Randy E. Barnett (Georgetown): The Libertarian Middle Way. Marius S. Ostrowski (Oxford): Towards Libertarian Welfarism: Protecting Agency in the Night-watchman State. From Cato Unbound, Michael Huemer on the problem of authority, obedience, and the State. Michael W. Clune reviews Masters of the Universe: Hayek, Friedman, and the Birth of Neoliberal Politics by Daniel Stedman Jones (and a response and more). Chris Byron reviews Liberalism: A Counter-History by Domenico Losurdo. Ivan Pongracic reviews The Morality of Capitalism: What Your Professors Won’t Tell You and Defending the Free Market: The Moral Case for a Free Economy by Robert Sirico. Sandy Ikeda on the rural libertarian as a historical anomaly. A libertarian nightmare: Bitcoin meets Big Government. Matthew Yglesias on Freedom Map and the fallacies of libertarianism.
Grant R. Darwin (Penn): Originalism and Same-Sex Marriage. D. Daniel Sokol (Florida): Policing the Firm. From Studies in Social Justice, a special issue on Networks of Social Justice: Transnational Activism and Social Change. Martha Nussbaum on Julius Caesar and political love: An excerpt from Shakespeare and the Law: A Conversation among Disciplines and Professions. It is easy to trace disasters like the Euro and the Arab Spring to the bursts of unfounded optimism that gave rise to them — so why is pessimism so often ignored? Peter Stone reviews G. A. Cohen’s Finding Oneself in the Other. Henny Sender interviews David Rubenstein, co-founder of the Carlyle Group, on private equity, patriotic philanthropy, and panda pornography. Spencer Ackerman on the biggest threat to U.S. national security: Wars.
Carlo Argenton (LSE) and Enzo Rossi (Wales): Pluralism, Preferences and Deliberation: A Critique of Sen's Constructive Argument for Democracy. Alexander Kirshner (Duke): Antidemocrats and the Right to Participate. Annika E. Poppe and Jonas Wolf (PRIF): The Normative Challenge of Interaction: Justice Conflicts in Democracy Promotion. The complex and contested history of democracy: The introduction to The Edinburgh Companion to the History of Democracy, ed. Benjamin Isakhan and Stephen Stockwell. The prologue from Democratic Reason: Politics, Collective Intelligence, and the Rule of the Many by Helene Landemore. Christian Schemmel reviews Framing Democracy: A Behavioral Approach to Democratic Theory by Jamie Terence Kelly. Matt Wargent reviews Reforming Democracies: Six Facts About Politics That Demand A New Agenda by Douglas A. Chalmers.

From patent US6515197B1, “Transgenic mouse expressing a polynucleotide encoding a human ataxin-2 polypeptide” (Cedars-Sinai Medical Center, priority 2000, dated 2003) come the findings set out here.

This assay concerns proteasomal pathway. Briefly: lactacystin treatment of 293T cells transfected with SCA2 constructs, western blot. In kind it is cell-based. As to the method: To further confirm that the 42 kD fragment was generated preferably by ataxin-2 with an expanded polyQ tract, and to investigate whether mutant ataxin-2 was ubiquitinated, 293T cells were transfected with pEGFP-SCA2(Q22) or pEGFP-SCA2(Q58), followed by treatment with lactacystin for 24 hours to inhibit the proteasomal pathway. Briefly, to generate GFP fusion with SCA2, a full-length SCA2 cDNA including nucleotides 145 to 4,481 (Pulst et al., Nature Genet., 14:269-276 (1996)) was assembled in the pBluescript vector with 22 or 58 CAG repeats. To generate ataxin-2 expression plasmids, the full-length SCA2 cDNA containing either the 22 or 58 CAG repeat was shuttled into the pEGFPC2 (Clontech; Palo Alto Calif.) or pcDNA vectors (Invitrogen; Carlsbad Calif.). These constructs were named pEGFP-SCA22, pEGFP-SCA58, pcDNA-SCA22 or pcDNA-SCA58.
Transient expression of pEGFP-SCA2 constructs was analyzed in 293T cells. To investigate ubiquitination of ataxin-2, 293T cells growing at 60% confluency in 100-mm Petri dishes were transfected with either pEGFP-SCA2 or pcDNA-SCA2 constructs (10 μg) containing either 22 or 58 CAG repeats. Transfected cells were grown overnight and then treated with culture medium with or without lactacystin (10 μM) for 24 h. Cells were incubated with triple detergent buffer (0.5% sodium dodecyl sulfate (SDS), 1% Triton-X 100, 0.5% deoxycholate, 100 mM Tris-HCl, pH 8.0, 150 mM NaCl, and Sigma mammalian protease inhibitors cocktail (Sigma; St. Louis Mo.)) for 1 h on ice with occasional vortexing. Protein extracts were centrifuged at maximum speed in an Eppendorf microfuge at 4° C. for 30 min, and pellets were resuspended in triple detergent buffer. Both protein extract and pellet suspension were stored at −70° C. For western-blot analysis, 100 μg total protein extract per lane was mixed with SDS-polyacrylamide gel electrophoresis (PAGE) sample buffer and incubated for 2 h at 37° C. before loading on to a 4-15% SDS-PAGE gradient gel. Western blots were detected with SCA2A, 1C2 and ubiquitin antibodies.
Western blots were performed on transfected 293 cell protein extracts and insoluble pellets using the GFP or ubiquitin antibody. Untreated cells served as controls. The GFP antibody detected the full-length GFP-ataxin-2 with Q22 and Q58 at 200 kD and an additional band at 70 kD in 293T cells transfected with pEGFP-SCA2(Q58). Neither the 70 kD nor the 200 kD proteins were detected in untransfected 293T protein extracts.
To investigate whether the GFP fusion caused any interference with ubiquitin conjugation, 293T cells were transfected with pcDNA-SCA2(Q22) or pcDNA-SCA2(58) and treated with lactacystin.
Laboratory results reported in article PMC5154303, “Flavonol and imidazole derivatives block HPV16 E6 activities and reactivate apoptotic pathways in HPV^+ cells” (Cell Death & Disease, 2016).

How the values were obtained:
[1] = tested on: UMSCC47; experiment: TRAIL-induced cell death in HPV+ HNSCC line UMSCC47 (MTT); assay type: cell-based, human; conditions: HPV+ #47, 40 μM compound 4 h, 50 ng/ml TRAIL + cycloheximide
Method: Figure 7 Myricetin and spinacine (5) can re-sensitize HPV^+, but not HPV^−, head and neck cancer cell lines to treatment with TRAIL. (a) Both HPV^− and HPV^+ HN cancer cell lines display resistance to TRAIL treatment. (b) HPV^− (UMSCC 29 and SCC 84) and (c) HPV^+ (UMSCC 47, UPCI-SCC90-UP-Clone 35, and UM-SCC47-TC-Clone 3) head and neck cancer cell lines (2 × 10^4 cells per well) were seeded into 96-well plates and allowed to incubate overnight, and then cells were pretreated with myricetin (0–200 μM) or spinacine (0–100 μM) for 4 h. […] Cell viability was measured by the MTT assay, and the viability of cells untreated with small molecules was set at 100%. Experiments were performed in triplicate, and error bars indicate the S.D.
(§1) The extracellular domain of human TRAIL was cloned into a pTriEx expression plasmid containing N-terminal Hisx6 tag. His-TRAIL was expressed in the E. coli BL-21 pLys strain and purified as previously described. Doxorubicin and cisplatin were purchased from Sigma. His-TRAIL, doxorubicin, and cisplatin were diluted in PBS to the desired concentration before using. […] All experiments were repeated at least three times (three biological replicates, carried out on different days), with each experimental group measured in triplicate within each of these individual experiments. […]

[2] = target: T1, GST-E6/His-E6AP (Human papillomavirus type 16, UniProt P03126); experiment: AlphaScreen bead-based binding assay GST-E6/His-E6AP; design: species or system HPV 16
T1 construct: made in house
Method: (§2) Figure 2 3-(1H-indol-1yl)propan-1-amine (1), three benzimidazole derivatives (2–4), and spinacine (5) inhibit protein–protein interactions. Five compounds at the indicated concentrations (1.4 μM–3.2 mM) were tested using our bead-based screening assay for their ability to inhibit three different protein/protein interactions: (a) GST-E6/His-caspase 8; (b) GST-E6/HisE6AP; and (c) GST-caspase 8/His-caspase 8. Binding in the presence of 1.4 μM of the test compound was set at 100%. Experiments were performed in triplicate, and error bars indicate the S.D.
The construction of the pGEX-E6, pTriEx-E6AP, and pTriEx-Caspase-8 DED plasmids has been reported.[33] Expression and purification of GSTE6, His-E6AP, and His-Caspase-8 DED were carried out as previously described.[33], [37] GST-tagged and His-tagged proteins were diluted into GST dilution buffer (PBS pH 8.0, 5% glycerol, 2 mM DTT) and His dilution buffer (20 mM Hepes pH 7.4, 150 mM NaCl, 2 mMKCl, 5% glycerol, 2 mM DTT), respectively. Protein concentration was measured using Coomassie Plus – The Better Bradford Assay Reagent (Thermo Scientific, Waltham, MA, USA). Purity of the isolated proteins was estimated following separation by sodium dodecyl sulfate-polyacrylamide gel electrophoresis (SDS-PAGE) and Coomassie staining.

Darren Lenard Hutchinson (American): “Not Without Political Power”: Gays and Lesbians, Equal Protection, and the Suspect Class Doctrine. Jane Bambauer (Arizona): Is Data Speech? From Significance, Jordi Prats on fireballs falling to Earth (and part 2 and part 3). The taste of sin: Raju Peddada on the impact of meat-eating on our health and environment (and part 2). Did he or didn’t he? Doubts raised about bin Laden’s SEAL “shooter” story. Dominic Alexander reviews The Oil Road: Journeys from the Caspian Sea to the City of London by James Marriott and Mika Minio-Paluello. From Time, David von Drehle on how gay marriage won. Under the Gaydar: Alison Gash on how gays won the right to raise children without conservatives even noticing. Mixed reactions to White House science advisers' suggestions for Obama’s climate agenda.
Ilan Shrira (Loyola), Arnaud Wisman (Kent), and Gregory Webster (Florida): Guns, Germs, and Stealing: Exploring the Link Between Infectious Disease and Crime. Samuel R. Gross (Michigan): How Many False Convictions are There? How Many Exonerations are There? Beth Schwartzapfel investigates the wrongful conviction of Rodney Stanberry, who remains in prison for the murder of Valerie Finley despite clear evidence that another person is responsible. Richard Rosenfeld and Steven F. Messner on a social welfare critique of contemporary crime control. Dylan Matthews interviews Mark Kleiman on why we need to solve our alcohol problem to solve our crime problem. Maurice Chammah on the minority report of David Powell: The story behind a defining case and the transformation of death penalty trials in the U.S. Beth Schwartzapfel on how prosecutors are freeing the prisoners they put behind bars.